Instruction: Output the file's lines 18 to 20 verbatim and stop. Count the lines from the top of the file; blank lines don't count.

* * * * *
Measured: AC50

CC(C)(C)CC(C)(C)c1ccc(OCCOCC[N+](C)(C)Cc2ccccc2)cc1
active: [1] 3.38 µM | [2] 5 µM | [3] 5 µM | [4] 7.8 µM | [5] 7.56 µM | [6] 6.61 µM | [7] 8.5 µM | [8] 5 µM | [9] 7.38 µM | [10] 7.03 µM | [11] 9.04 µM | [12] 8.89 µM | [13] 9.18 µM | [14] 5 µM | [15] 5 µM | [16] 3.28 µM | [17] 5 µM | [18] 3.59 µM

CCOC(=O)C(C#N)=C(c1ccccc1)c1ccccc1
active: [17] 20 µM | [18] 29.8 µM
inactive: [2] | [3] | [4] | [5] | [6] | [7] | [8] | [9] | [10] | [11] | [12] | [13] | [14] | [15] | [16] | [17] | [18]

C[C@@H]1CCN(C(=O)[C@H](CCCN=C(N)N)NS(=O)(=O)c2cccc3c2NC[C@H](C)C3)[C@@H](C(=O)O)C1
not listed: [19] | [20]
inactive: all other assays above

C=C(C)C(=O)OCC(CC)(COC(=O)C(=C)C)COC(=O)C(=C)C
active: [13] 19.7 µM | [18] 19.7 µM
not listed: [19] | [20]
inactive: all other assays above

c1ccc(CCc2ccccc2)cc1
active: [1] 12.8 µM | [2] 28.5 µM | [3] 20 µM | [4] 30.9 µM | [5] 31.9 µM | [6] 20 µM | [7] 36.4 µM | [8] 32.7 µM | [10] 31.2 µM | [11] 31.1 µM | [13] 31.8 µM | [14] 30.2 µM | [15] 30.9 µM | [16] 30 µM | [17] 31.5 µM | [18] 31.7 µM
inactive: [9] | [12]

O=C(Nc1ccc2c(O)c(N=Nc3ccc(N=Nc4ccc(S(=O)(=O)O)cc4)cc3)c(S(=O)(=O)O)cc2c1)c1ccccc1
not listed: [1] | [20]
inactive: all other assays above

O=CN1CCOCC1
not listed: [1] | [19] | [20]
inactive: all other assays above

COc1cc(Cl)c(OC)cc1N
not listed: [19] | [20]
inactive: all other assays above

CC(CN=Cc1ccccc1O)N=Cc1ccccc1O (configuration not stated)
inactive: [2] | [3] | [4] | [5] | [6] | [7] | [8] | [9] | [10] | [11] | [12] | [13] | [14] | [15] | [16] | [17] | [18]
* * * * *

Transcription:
not listed: [1] | [20]
inactive: all other assays above

O=CN1CCOCC1